2012 was a great year for art aficionados in London. We really struggled in putting together our top 10 exhibitions of the year. But what does 2013 hold in store? We’ve put together a list of exhibitions that we’re looking forward to in the new year.
Manet – Portraying Life @ Royal Academy
Manet was hugely important as one of the founders of the Impressionist movement, yet suffers from confusion with the similar sounding Monet by more casual gallery visitors. This exhibition will feature over 50 works with a focus on his portraits and how they captured daily life in Paris.
When: 26 January-14 April
Light Show @ Hayward Gallery
Light has been used to create some amazing artworks, notably Anthony McCall’s Vertical Works at the Ambika P3 last year. Expect perceptions to be altered and mirrors aplenty in what promises to be an illuminating show.
When: 30 January-28 April
Murillo and Justino de Neve @ Dulwich Picture Gallery
Part of the gallery will be converted to resemble the 17th century church in Seville which housed a Murillo altarpiece. This plus 30 more of his works should be enough to whet the appetites of all fans of Baroque art.
When: 6 February-19 May
Ice Age Art @ British Museum
We all know that art has been a part of humanity for thousands of years, and most people have heard of the famous cave paintings in Lascaux. But most of us know very little about other examples of prehistoric art. The British Museum aims to change that with sculptures, drawings and portraits from 10,000 to 40,000 years ago.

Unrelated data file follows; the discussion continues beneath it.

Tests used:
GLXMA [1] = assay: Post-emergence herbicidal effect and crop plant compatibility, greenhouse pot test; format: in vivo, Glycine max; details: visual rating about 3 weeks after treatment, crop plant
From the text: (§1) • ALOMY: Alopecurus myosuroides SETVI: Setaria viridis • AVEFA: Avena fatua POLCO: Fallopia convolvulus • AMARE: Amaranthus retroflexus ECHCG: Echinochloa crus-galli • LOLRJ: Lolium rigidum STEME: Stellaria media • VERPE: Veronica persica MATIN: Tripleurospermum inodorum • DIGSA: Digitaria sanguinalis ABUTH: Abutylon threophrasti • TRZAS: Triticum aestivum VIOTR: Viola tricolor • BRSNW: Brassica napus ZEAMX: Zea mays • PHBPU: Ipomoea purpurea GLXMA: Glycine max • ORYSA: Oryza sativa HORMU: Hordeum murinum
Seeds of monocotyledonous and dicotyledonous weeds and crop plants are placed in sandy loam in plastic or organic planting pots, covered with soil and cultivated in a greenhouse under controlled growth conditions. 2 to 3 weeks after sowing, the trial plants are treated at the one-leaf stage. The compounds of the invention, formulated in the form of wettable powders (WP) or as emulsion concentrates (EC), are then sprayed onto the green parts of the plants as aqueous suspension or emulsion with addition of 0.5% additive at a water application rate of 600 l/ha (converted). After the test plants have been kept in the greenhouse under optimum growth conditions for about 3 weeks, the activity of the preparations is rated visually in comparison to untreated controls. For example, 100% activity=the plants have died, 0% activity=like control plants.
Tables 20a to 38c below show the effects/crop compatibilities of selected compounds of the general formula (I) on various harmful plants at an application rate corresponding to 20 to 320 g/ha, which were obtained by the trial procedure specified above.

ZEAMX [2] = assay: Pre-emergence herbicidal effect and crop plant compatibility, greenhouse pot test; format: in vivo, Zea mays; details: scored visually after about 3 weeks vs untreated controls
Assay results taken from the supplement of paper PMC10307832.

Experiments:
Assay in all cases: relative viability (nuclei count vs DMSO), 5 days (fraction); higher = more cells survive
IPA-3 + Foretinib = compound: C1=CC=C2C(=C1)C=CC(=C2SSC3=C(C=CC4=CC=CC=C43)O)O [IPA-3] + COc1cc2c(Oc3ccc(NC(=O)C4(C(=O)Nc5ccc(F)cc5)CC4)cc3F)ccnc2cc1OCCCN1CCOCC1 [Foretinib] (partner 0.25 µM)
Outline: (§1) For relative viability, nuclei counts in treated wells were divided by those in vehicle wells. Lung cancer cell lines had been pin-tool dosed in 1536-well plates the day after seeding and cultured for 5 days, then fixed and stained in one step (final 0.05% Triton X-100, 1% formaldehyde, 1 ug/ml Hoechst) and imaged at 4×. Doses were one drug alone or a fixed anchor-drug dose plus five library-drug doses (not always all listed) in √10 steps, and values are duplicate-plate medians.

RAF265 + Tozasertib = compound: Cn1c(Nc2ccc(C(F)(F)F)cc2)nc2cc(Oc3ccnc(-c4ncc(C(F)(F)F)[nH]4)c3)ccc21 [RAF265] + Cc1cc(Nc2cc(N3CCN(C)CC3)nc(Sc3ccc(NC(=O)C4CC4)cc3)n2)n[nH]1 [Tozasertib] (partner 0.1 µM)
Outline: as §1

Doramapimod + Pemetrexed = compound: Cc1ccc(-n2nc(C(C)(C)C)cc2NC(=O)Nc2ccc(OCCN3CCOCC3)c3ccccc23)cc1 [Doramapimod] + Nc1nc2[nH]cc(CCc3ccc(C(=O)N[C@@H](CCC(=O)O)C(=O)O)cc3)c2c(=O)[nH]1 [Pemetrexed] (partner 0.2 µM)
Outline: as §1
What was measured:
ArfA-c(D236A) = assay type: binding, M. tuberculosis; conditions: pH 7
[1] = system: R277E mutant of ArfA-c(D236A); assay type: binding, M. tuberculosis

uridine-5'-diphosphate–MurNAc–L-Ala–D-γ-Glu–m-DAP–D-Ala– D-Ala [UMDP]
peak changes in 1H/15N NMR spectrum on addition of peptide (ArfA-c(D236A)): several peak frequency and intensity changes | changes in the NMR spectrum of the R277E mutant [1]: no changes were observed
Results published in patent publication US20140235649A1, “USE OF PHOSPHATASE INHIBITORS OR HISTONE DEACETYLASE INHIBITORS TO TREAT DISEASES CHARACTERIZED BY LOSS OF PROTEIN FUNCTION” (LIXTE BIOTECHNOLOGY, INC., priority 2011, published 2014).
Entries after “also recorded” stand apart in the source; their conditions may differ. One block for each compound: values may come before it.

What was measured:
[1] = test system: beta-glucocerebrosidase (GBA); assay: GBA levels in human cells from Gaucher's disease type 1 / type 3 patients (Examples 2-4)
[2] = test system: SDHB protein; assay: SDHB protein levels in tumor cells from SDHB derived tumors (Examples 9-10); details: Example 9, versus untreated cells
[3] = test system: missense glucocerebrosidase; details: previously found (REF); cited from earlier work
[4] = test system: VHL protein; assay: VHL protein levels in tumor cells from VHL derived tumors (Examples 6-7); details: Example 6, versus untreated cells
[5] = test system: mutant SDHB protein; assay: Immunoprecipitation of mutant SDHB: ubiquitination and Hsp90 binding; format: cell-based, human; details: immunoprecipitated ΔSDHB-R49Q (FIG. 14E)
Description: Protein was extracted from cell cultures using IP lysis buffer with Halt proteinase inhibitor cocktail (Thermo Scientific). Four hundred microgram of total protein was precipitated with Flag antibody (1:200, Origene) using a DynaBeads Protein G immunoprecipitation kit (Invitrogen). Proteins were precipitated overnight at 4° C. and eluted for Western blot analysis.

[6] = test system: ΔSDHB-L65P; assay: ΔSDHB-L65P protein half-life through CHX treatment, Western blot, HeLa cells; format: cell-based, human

When: 7 February-26 May
The Bride and the Bachelors @ Barbican Art Gallery
This exhibition features artists who controversially pushed the boundaries of what can be considered art, such as Marcel Duchamp with his Urinal and John Cage with his 4 minutes and 33 seconds of nothing being played. This one’s almost guaranteed to be a hit and miss affair but should offer lots of food for thought to the inquisitive mind.
When: 14 February-9 June
Lichtenstein @ Tate Modern
Alongside Warhol, Lichtenstein’s works are the best remembered from the Pop Art movement. His work is familiar to people who haven’t even heard of the artist, and his style continues to be emulated in advertising today. This retrospective will show us that he was no one-trick-pony, and contains over 125 works.
When: 21 February-27 May
Barocci: Brilliance and Grace @ National Gallery
Barocci was yet another extremely talented Italian renaissance painter, yet many may not have heard of him — mainly because only one of his major works is in the UK. The National Gallery is looking to change this with an exhibition of his majestic altarpieces.
When: 27 February-19 May
George Bellows @ Royal Academy
Bellows was an American realist best known for his visceral paintings of boxing matches. Though he died young at 42, he created hundreds of works in his prolific career and 90 of them will be on display at this exhibition.
When: 16 March-9 June
Lowry and the Painting of Modern Life @ Tate Britain
Nobody captured the industrial North of England quite like Lowry with his dull-coloured landscapes populated by his ‘matchstick men’. This show looks at how he was influenced by French painting and how this led to the development of his unique style.
When: 25 June-20 October
Whistler in London @ Dulwich Picture Gallery
Many a famous painter has made London their muse at some point in their career, including Monet, Turner and Canaletto. Whistler may be best known for the painting of his mother (itself created in his London studio) but he spent much of his time painting London scenes. Many of these works will be on display in this exhibition.
When: 16 October-12 January 2014
We’re certain we’ll hear of more great art exhibitions as the year progresses but if there are any we’ve missed, let us know in the comments.